Remember the old ad catch-phrase for the Virginia Slims cigarette? “You’ve Come a Long Way, Baby.” The ad campaign was aimed at young professional women and how far they had progressed in terms of access to the workplace and equality in terms of pay and promotion, although I fail to see the parallel with regard to cigarettes. I have a different meaning behind the slogan today.
As any of my regular readers know, this is the time of year when I wax nostalgic for the days gone by, in this case, the days of 2012 that have passed by. I am a big fan of Jinny Ditzler and her “Best Year Yet!” book, and I write about this topic each year. As we near the close of 2012, I have begun the Best Year Yet! process by evaluating my year 2012.
For those readers who are new to this topic, here are links to my previous articles about Jinny's Best Year Yet! program and the questions she uses in her program:
The main reason I revisit Jinny’s program and her ten questions every year is to remind myself about question number one: what did I accomplish last year? We are so good at labeling the things that did not go so well and forgetting to acknowledge or even recognize that we did accomplish things, and in many cases, we accomplished a great number of things.
Busy as I am, I too forget to reflect on this question until Jinny’s program forces me to look once again at the underlying context that supports my answer to this question. What have I accomplished this year?
As it turns out, I have accomplished a great deal. I need not bore you with my personal specifics, but there were several significant events in my life this year, and I accomplished several major goals that surprised me. Funny how that is. We roll along our life’s pathway and think we are accomplishing something, then when we actually do accomplish it, we are surprised about it.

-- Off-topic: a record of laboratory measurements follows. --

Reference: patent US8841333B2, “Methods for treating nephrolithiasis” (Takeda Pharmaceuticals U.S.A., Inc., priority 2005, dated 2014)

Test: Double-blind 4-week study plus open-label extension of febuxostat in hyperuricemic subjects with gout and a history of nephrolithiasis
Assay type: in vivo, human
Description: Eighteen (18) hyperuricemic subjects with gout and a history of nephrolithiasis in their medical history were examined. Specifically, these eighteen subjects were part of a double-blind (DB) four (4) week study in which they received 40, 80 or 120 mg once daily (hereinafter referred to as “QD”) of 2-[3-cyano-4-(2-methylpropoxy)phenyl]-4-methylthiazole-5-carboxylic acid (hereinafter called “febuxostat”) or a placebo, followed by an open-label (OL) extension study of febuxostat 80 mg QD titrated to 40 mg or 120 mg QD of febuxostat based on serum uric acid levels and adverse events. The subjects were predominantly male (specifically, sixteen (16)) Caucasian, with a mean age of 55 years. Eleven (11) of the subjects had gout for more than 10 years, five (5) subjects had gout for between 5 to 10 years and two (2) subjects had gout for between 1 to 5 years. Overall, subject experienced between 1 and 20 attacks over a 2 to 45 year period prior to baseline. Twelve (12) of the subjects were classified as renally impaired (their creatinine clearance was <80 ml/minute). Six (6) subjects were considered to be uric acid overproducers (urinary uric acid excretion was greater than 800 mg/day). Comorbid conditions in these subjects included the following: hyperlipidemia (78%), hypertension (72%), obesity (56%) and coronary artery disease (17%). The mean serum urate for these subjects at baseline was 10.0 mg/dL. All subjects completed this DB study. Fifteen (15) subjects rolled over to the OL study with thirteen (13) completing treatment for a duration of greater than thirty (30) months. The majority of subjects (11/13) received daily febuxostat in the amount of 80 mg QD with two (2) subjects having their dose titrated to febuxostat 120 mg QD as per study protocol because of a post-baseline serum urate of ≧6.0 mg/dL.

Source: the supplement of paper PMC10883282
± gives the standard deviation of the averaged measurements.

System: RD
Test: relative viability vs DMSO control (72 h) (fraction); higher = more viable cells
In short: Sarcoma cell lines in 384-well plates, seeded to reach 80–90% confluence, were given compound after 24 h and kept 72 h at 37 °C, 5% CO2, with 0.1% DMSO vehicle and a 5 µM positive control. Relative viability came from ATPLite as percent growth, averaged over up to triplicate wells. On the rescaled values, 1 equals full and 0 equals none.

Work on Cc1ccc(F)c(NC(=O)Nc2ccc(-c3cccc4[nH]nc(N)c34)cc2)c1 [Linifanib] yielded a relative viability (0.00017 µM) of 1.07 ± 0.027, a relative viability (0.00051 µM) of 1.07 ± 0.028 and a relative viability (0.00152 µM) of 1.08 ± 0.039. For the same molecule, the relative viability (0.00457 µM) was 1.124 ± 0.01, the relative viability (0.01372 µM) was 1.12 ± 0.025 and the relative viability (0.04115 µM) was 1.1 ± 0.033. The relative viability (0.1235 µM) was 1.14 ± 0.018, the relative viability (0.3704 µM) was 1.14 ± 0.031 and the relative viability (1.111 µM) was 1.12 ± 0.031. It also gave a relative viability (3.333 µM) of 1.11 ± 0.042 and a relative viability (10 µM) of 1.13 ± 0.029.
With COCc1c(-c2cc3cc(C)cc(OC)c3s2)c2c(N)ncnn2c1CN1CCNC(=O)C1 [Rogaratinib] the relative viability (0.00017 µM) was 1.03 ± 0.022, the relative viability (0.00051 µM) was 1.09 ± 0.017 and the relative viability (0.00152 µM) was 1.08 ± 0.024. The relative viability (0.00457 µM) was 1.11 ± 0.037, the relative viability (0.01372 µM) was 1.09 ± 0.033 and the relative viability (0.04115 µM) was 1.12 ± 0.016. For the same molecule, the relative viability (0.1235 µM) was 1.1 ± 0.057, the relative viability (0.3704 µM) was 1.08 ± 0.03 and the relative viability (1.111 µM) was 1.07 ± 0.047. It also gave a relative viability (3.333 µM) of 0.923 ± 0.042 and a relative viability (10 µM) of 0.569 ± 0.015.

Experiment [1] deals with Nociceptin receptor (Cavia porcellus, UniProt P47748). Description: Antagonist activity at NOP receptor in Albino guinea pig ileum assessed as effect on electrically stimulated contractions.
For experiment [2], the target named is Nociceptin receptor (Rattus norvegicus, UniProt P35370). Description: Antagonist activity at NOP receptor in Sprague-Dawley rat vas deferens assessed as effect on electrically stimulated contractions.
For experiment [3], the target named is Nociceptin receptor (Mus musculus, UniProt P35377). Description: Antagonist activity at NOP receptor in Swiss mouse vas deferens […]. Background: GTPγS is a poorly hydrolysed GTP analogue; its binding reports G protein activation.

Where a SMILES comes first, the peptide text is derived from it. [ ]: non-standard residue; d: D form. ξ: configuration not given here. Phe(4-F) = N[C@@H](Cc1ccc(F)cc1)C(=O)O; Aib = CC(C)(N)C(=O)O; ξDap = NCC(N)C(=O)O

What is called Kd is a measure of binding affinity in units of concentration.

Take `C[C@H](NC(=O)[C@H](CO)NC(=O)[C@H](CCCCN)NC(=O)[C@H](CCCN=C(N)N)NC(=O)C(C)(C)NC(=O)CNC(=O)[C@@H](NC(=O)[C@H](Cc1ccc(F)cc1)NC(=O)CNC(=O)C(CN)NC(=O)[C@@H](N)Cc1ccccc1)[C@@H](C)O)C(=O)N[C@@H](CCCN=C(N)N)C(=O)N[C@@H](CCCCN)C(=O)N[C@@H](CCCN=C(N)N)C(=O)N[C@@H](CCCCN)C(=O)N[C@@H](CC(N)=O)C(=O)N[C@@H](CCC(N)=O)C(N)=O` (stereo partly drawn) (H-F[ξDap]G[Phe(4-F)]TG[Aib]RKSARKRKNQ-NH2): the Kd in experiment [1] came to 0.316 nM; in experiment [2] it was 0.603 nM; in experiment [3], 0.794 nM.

I have always wanted to write in general and to write a book specifically. I did that in the past year, in fact, I've actually written two books and part of a third. I did not expect to list any of that on my list of accomplishments this year, even though writing a book has been on my goal list for a very long time. I find it interesting to discover that somehow, deep down, I did not expect to accomplish it, that it just seemed like a good goal to have at the time. The late motivational speaker, Jim Rohn, used to tell the story of his mentor telling Jim to put “become a millionaire” on Jim’s list of goals because of what the goal would make of Jim in the trying. "Write a book" has been that sort of goal for me -- the sort of goal that would make something more of me for the trying. This tells me that perhaps I was not all that serious about my goal. This little insight will certainly alert me in the future if I should entertain similar thoughts or expectations.
As I made my list of accomplishments, I found my attitude brightening. My outlook completely changed. I felt lighter, more positive, and generally more cheerful. There is a value to this first step, and I highly recommend that you take a few moments to reflect on your own accomplishments this past year. The length of your list may surprise you, as it did me.
I have written before about Stephen Guise’s suggestion that we take a snapshot at the beginning of every month and then compare it to another snapshot taken at the end of the month (click here for the article). We should see movement between point A and point B. By answering Jinny’s first question, we are making a list of the items we have found in point B that were not there in point A. I find this exciting. My year seemed so much more productive once I focused my attention in this way. I found it so much easier to accept those disappointing lessons I also faced this year.
What have you accomplished in 2012? Look back to your starting point and celebrate the forward movement you have made. Chances are that you've come a long way, baby!